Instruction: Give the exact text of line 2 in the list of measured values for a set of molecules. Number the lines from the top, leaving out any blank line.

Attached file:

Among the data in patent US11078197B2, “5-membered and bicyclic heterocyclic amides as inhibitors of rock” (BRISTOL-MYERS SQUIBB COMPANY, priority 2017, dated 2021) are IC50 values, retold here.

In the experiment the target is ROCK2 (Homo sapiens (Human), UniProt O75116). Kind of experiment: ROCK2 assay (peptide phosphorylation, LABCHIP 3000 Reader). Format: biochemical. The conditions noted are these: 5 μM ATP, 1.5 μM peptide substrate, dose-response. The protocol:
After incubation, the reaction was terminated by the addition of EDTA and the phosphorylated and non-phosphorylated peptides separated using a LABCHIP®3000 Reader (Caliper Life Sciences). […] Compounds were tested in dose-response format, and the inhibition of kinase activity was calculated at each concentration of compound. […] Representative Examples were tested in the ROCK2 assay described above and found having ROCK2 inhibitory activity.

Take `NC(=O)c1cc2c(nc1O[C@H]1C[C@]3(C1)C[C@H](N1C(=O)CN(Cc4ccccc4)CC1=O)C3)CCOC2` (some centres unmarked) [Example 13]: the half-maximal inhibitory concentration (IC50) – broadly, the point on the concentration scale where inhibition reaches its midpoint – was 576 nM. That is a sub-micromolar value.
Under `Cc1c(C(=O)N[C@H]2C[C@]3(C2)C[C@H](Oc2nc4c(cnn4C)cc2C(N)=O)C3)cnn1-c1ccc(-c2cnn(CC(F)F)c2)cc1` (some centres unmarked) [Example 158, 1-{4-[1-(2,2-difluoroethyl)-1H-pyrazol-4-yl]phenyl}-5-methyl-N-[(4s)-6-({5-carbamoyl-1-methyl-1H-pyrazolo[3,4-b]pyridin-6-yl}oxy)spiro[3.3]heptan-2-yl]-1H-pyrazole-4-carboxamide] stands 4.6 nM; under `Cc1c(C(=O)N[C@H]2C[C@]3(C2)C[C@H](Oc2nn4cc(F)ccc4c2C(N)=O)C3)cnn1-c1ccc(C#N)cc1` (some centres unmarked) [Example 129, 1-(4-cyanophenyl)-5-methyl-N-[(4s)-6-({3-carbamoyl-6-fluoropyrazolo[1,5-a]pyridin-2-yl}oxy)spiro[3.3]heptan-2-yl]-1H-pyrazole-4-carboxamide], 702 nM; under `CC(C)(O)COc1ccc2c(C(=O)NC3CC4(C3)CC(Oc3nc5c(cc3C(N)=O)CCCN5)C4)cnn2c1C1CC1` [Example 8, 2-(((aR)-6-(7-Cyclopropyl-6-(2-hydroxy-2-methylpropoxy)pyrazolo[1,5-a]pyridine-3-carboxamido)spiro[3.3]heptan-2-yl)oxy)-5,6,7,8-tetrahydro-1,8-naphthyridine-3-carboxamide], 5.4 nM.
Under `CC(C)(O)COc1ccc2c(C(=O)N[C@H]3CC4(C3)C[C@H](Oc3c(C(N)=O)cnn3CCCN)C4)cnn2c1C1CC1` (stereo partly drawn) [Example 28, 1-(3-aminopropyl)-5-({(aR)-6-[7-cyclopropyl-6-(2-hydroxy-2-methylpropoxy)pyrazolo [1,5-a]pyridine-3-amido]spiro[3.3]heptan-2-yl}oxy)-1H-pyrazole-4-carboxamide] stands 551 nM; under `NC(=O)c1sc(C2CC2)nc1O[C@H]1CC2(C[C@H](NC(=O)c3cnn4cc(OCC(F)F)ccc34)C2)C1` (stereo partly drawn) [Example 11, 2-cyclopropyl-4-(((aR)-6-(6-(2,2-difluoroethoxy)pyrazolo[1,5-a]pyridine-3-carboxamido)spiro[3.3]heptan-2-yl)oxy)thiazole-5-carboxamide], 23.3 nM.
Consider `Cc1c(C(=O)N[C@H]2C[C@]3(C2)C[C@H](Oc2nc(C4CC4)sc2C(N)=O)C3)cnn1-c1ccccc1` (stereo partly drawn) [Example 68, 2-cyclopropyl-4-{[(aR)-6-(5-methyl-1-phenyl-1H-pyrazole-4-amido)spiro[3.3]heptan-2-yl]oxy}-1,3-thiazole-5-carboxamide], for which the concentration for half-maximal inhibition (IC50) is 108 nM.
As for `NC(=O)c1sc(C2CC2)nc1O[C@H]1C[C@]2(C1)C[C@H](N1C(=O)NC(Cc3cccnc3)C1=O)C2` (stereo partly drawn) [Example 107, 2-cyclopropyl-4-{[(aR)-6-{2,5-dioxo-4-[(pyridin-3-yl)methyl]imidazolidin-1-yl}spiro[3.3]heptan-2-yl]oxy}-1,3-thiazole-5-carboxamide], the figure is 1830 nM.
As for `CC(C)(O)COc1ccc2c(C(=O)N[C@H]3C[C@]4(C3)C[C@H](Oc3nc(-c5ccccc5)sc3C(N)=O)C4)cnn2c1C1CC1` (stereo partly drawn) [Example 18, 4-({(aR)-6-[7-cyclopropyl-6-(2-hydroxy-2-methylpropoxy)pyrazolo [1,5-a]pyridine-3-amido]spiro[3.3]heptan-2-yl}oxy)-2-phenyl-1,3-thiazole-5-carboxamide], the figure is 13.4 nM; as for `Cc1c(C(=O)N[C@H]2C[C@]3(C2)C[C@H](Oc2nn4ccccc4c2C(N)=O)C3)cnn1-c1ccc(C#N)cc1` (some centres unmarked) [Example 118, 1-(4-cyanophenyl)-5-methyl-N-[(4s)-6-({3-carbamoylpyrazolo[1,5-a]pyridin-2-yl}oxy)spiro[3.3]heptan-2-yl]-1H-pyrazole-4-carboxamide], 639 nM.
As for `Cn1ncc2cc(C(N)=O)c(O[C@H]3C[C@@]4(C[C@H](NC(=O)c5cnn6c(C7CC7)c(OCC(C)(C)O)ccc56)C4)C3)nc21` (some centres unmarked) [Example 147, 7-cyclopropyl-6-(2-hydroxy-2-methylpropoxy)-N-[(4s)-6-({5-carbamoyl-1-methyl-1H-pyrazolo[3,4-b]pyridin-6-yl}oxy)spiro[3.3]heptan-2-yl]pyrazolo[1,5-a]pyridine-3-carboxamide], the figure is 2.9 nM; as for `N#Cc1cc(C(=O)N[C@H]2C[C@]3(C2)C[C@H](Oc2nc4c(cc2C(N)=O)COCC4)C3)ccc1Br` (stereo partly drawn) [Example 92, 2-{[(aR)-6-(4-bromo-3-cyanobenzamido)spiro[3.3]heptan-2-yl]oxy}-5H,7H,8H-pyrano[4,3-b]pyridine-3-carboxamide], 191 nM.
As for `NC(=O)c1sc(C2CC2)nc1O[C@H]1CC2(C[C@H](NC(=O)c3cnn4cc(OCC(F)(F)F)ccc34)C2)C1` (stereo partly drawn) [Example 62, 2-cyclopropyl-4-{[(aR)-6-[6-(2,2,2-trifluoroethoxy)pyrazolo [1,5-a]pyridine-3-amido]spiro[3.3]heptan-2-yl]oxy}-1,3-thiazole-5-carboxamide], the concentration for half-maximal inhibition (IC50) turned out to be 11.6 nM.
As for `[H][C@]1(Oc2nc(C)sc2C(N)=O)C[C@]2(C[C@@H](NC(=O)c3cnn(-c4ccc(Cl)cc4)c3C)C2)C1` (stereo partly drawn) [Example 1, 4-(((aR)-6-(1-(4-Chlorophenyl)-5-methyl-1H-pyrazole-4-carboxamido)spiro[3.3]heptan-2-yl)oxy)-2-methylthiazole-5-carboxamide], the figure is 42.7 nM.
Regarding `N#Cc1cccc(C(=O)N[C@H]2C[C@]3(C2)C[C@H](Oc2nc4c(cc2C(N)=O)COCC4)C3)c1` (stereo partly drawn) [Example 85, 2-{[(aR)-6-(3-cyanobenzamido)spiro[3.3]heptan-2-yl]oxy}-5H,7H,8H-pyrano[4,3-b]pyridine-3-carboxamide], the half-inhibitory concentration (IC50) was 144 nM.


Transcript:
In the experiment the target is ROCK2 (Homo sapiens (Human), UniProt O75116). Kind of experiment: ROCK2 assay (peptide phosphorylation, LABCHIP 3000 Reader). Format: biochemical. The conditions noted are these: 5 μM ATP, 1.5 μM peptide substrate, dose-response. The protocol: